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Publication numberUS7941114 B2
Publication typeGrant
Application numberUS 12/167,895
Publication dateMay 10, 2011
Filing dateJul 3, 2008
Priority dateJul 3, 2008
Also published asEP2141817A2, EP2141817A3, US20100003938
Publication number12167895, 167895, US 7941114 B2, US 7941114B2, US-B2-7941114, US7941114 B2, US7941114B2
InventorsJeffrey K. Hunter, Manuel F. Richey
Original AssigneeHoneywell International Inc.
Export CitationBiBTeX, EndNote, RefMan
External Links: USPTO, USPTO Assignment, Espacenet
Noise measurement for radio squelch function
US 7941114 B2
Abstract
A method implementable in an audio receiver having an input for receiving broadcast signals including a set of channels and a squelching controller includes converting the signals associated with each channel into respective digital signals, and tuning the digital signals associated with a first subset of the channels. For each channel of the first channel subset, a respective set of amplitudes associated with respective frequencies of the associated digital signal is determined. A random-noise-level value associated with each channel of the first channel subset is determined from each set of the signal amplitudes. If a signal amplitude associated with a first channel of the first channel subset exceeds the random-noise-level of the first channel, a second subset of the channels of the set is tuned. Otherwise, the random-noise-levels are provided to the squelching controller.
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Claims(18)
1. A method implementable in an audio receiver having an input for receiving broadcast signals comprising a set of channels, each said channel having a predetermined frequency bandwidth, and a squelching controller for facilitating a squelch-controlled audio output, the method comprising:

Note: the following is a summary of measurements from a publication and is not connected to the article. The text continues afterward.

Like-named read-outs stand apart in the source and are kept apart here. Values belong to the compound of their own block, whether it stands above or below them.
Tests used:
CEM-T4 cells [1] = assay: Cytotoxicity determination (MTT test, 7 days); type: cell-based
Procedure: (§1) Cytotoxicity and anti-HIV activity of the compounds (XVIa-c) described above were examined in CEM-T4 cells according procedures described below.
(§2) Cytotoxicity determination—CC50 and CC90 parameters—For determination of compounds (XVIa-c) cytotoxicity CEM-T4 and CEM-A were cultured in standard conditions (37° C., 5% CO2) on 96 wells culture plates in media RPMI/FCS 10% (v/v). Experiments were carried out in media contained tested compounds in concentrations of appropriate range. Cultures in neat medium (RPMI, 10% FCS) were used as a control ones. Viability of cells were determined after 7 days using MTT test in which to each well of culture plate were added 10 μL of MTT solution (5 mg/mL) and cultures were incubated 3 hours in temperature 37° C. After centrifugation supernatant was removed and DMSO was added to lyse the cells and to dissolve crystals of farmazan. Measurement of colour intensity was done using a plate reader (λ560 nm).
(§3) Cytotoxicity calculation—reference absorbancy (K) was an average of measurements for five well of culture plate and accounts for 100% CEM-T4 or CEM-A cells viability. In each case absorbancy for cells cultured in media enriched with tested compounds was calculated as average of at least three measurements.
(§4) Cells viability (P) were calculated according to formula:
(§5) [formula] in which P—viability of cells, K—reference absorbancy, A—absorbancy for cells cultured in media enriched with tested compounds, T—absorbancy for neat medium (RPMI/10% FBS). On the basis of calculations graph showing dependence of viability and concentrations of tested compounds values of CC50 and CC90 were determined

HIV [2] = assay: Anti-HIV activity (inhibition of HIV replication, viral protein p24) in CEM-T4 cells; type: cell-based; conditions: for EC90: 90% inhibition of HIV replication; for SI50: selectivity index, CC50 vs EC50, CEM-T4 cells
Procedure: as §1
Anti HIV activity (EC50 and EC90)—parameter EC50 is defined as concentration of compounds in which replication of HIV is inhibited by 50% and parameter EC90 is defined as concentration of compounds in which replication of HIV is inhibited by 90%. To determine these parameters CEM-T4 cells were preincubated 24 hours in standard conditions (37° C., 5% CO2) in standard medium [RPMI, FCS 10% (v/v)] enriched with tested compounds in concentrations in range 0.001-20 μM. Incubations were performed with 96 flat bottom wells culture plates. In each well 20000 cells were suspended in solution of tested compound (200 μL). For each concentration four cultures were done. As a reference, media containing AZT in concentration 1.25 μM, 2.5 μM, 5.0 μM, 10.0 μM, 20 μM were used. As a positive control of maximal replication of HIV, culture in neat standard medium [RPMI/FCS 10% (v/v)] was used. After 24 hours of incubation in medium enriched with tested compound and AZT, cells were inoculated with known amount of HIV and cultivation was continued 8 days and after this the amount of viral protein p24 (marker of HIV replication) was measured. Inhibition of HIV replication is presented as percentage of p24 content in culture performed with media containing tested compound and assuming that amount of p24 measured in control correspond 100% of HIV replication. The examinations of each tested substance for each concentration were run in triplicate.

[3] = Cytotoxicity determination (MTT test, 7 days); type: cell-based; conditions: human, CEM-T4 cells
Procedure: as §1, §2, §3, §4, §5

converting the signals received during a first time interval and associated with each channel of the set into respective digital channel-data sets;
for each channel of the channel set, determining from the digital channel-data sets an associated signal amplitude;
determining from a set of the signal amplitudes a random-noise-level value; and
providing the random-noise-level value to the squelching controller.
2. The method of claim 1, further comprising storing the digital channel-data sets prior to determining the signal amplitudes.
3. The method of claim 1 wherein the signal-amplitudes of the set correspond to a subset of the channels of the channel set, the channel subset being smaller than the channel set.
4. The method of claim 1 wherein determining the signal amplitudes comprises applying a fast Fourier transform to the digital channel-data sets.
5. The method of claim 1 wherein determining the signal amplitudes comprises applying a discrete Fourier transform to the digital channel-data sets.
6. The method of claim 1 wherein the set of channels comprises at least 2280 channels.
7. A method implementable in an audio receiver having an input for receiving broadcast signals comprising a set of channels, each said channel having a predetermined frequency bandwidth, and a squelching controller for facilitating a squelch-controlled audio output, the method comprising:
converting the signals associated with each channel of the set into respective digital signals;
tuning the digital signals associated with a first subset of the channels of the set;
for each channel of the first channel subset, determining a respective set of amplitudes associated with respective frequencies of the associated digital signal;
determining from each set of the signal amplitudes a random-noise-level value respectively associated with each channel of the first channel subset;
if a signal amplitude associated with a first channel of the first channel subset exceeds the random-noise-level associated with the first channel, tuning a second subset of the channels of the set, the second subset being different from the first subset; and